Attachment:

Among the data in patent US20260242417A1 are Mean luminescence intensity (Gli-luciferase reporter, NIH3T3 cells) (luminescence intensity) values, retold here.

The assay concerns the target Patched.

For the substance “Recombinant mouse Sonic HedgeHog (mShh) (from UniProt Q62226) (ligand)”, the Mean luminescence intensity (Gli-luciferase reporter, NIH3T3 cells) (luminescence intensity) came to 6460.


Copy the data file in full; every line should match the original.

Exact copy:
Among the data in patent US20260242417A1 are Mean luminescence intensity (Gli-luciferase reporter, NIH3T3 cells) (luminescence intensity) values, retold here.

The assay concerns the target Patched.

For the substance “Recombinant mouse Sonic HedgeHog (mShh) (from UniProt Q62226) (ligand)”, the Mean luminescence intensity (Gli-luciferase reporter, NIH3T3 cells) (luminescence intensity) came to 6460.